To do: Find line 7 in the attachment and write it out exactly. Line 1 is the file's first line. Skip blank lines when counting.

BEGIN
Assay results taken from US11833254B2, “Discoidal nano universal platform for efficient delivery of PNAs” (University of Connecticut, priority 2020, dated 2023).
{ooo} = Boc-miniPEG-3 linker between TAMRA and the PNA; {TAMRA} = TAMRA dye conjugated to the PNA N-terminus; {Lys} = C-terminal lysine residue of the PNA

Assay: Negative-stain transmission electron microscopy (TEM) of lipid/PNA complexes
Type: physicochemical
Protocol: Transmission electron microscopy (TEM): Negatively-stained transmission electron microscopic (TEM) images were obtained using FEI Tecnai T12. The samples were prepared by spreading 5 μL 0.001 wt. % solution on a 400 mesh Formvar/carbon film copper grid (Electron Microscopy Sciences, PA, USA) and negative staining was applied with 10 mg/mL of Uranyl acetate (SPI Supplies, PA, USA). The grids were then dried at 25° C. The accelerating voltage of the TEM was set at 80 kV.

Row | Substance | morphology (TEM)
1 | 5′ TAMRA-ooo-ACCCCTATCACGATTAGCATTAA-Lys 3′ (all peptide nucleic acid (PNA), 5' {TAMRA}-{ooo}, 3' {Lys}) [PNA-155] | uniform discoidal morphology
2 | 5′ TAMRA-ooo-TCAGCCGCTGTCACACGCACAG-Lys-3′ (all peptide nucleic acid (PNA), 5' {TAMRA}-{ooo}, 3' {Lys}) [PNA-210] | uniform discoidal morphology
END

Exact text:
1 | 5′ TAMRA-ooo-ACCCCTATCACGATTAGCATTAA-Lys 3′ (all peptide nucleic acid (PNA), 5' {TAMRA}-{ooo}, 3' {Lys}) [PNA-155] | uniform discoidal morphology